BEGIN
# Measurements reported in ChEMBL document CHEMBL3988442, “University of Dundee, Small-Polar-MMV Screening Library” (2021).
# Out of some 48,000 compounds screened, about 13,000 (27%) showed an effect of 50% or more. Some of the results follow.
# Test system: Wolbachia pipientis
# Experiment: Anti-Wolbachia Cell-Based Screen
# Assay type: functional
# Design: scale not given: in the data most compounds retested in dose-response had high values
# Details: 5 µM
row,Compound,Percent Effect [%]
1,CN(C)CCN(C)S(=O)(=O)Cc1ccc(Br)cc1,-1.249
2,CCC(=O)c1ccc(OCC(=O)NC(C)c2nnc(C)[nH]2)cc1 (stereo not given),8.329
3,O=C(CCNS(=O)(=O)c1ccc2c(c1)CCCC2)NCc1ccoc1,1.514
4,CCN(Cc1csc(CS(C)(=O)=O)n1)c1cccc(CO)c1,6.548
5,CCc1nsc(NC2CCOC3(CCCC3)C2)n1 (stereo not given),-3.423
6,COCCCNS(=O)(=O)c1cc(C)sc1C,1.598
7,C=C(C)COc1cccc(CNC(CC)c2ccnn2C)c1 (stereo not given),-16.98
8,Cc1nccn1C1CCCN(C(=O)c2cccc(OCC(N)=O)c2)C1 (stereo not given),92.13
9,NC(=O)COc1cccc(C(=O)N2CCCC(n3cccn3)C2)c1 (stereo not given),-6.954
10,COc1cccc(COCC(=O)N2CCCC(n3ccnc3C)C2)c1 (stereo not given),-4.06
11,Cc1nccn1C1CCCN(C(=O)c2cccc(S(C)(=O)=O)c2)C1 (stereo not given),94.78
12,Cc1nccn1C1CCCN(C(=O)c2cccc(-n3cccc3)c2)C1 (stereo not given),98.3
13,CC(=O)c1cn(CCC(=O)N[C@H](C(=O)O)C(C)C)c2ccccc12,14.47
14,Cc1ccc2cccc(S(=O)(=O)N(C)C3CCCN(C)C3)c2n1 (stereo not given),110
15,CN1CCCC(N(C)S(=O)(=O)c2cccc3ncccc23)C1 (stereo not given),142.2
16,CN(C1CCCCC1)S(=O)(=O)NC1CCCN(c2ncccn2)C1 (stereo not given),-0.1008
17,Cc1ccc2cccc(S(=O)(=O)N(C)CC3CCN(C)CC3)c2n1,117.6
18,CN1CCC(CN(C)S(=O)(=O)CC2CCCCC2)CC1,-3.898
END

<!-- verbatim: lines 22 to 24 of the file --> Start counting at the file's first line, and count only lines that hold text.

14,Cc1ccc2cccc(S(=O)(=O)N(C)C3CCCN(C)C3)c2n1 (stereo not given),110
15,CN1CCCC(N(C)S(=O)(=O)c2cccc3ncccc23)C1 (stereo not given),142.2
16,CN(C1CCCCC1)S(=O)(=O)NC1CCCN(c2ncccn2)C1 (stereo not given),-0.1008